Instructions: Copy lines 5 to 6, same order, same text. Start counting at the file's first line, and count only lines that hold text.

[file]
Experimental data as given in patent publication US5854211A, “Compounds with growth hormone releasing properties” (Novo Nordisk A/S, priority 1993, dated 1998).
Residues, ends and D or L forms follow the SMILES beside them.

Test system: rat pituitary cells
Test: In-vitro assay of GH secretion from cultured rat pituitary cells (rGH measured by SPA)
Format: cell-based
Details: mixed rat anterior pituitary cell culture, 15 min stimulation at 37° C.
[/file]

Format: cell-based
Details: mixed rat anterior pituitary cell culture, 15 min stimulation at 37° C.